I ordered Camille Fournier’s book on engineering management when it was in pre-order. I was delighted to read when in arrived in the mail. If you work in the tech industry, manager or not, this book is a must read.
The book is a little over 200 pages but it packs much more succinct and use useful advice that other longer books on this topic that I’ve read in the past. It takes a unique approach in that the first chapters describes what to expect from your manager, as a new individual contributor. Each chapter then moves to how to help others as a mentor, a tech lead, managing other people, to managing the a team, to a manager of multiple teams and further up the org chart. At the end of each chapter, there are questions for you that relate to the chapter to assess your own experience with the material.
Some of the really useful advice in the book
- Choose your manager wisely, consider who you will be reporting to when interviewing. “Strong managers know how to play the game at their company. They can get you promoted; the can get you attention and feedback from important people. Strong managers have strong networks, and can get you jobs every after you stop working for them.”
- How to be a great tech lead – understand the architecture, be a team player, lead technical discussions, communicate “Your productivity is now less important than the productivity of the whole team….If one universal talent separates successful leaders from the pack, it’s communication skills. Successful leaders write well, they read carefully, and they can get up in front of a group and speak.”
- On transitioning to a job managing a team “As much as you may want to believe that management is a natural progression of the skills you develop as a senior engineer, it’s really a whole new set of skills and challenges.” So many people think that and don’t take the time to learn new skills before taking on the challenge of managing a team.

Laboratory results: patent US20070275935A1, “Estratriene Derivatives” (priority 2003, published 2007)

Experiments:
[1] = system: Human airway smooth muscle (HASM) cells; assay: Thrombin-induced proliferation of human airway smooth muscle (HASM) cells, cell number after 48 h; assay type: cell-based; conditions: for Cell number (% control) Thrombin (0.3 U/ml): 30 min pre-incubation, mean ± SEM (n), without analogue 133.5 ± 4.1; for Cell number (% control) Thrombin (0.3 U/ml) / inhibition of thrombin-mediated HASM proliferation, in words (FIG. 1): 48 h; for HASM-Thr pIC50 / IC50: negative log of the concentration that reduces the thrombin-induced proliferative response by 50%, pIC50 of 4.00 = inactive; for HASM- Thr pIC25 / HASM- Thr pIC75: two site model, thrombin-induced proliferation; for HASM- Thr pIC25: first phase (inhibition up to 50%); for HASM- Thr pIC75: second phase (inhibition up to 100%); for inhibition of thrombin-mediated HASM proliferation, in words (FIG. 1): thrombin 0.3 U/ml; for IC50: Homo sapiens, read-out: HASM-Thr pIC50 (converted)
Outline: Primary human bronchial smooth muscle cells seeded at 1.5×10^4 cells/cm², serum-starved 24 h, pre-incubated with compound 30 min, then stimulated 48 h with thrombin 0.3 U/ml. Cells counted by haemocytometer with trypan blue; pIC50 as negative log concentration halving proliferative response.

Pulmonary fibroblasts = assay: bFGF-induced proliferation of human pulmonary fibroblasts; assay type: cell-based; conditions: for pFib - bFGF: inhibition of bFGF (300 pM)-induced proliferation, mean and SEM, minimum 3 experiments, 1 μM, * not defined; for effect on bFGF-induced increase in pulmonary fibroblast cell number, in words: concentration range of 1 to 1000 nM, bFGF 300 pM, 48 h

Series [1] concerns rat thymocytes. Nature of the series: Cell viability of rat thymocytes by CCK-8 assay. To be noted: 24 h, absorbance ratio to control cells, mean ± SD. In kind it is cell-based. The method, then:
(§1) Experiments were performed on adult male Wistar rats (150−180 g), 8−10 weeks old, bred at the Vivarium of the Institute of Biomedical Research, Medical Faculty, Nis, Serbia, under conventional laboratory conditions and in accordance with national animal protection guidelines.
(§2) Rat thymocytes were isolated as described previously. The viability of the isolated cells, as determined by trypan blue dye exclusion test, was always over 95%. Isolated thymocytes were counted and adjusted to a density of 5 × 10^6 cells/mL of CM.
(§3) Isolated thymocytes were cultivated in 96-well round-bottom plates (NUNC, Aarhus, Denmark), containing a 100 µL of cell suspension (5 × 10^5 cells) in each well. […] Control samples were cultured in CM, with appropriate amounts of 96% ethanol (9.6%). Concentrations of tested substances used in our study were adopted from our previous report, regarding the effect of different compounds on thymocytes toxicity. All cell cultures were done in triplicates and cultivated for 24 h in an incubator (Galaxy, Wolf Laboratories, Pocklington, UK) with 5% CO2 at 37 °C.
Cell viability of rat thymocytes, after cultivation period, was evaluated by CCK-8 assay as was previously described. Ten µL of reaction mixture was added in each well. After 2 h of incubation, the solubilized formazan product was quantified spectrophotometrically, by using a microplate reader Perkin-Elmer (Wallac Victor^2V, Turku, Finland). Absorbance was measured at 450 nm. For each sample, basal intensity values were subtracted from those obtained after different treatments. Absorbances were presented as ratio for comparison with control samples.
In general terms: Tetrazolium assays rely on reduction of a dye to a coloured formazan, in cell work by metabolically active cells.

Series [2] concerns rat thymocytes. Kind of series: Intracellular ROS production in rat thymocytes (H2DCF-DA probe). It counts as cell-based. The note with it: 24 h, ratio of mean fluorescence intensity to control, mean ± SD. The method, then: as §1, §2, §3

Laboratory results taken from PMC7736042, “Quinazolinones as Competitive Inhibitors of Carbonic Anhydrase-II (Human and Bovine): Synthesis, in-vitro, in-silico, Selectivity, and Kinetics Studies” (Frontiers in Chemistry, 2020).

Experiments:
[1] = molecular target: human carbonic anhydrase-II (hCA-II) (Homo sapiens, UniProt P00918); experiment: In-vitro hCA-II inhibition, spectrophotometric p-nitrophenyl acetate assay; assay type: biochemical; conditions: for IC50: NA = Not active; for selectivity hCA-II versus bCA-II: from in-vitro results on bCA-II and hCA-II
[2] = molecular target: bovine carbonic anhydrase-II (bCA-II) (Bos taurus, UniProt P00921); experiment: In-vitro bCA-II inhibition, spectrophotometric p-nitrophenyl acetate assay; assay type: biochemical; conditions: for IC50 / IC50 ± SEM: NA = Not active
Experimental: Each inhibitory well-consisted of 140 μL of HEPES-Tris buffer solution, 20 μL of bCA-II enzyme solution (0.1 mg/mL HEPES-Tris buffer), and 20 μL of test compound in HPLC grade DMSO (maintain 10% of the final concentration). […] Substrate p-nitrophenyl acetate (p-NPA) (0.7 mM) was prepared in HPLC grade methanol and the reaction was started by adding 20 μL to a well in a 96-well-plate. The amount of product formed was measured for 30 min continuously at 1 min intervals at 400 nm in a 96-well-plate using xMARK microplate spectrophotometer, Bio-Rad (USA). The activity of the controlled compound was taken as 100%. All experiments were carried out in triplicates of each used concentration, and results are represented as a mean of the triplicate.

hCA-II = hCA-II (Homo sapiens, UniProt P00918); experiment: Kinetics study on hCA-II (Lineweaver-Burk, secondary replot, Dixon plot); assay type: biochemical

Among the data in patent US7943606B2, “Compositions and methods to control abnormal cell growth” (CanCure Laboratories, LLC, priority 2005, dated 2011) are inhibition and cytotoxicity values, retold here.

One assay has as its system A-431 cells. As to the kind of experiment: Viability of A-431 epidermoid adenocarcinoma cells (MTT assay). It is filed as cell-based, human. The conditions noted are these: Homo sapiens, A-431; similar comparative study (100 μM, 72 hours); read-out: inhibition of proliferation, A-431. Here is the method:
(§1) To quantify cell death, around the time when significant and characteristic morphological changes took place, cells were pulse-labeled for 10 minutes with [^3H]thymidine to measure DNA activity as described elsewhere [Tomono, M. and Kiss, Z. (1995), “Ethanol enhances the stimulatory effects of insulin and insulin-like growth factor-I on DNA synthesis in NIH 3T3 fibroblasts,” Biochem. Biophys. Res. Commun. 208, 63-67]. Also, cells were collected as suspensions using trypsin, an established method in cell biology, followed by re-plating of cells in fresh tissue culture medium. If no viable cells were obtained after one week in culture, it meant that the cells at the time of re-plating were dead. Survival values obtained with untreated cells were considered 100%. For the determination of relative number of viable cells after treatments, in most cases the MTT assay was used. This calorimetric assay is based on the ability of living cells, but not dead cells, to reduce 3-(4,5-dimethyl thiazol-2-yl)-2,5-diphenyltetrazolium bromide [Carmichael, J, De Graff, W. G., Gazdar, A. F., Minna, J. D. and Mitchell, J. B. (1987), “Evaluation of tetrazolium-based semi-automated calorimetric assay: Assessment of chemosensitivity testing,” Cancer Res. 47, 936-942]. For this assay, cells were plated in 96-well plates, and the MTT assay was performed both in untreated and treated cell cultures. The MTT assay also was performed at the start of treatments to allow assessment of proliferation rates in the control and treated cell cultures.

- One idea I thought was really fantastic was to create a 30/60/90 day plan for new hires or new team members to establish clear goals to ensure they are meeting expectations on getting up to speed.
- Camille also discusses the perils of micromanagement and how this can be a natural inclination for people who were deeply technical before becoming managers. Instead of focusing on the technical details, you need to focus on giving people autonomy over their work, to keep them motivated and engaged.
- On giving performance reviews – use concrete examples from anonymous peer reviews to avoid bias. Spent plenty of time preparing, start early and focus on accomplishments and strengths. When describing areas for improvement, keep it focused. Avoid surprises during the review process. If a person is under-performing, the review process should not be the first time they learn this.
- From the section on debugging dysfunctional teams, the example was given of a team that wasn’t shipping the team only released once a week and the release process was very time consuming and painful. Once the release process was more automated and occurred more regularly – the team became more productive. In other words, sometimes dysfunctional teams are due to resource constraints or broken processes.
- Be kind, not nice. It’s kind to tell someone that they aren’t ready for promotion and describe the steps that they need to get to the next level. It’s not kind to tell someone that they should get promoted, but watch them fail. It’s kind to tell someone that their behaviour is disruptive, and that they need to change it.
- Don’t be afraid. Avoiding conflict because of fear will not resolve the problems on your team.
- “As you grow more into leadership positions, people will look to you for behavioral guidance. What you want to teach them in how to focus. To that end, there are two areas I encourage you to practice modeling, right now: figuring out what’s important, and going home.” 💯💯💯
- Suggestions for roadmapping uncertainty – be realistic about the probability of change, break down projects into smaller your deliverables so that if you don’t implement the entire larger project, you have still implemented some of the project’s intended results.
- Chapter 9 on bootstrapping culture discusses how the role of a senior engineering leader is not just to set technical direction, but to be clear and thoughtful about setting the culture of the engineering team.
- I really like this paragraph on hiring for the values of the team
- The bootstrapping culture chapter finishes with notes about code review, running outage postmortems and architectural reviews which all have very direct and useful advice.
This book describes concrete and concise steps to be an effective leader as you progress through your career. It also features the voices and perspectives of women in leadership, something some well-known books lack. I’ve read a lot of management books over the years, and while some have jewels of wisdom, I haven’t read one that is this densely packed with useful content. It really makes you think – what is the most important thing I can be doing now to help others make progress and be happy with their work?
I’ve also found the writing, talks and perspectives of the following people on engineering leadership invaluable
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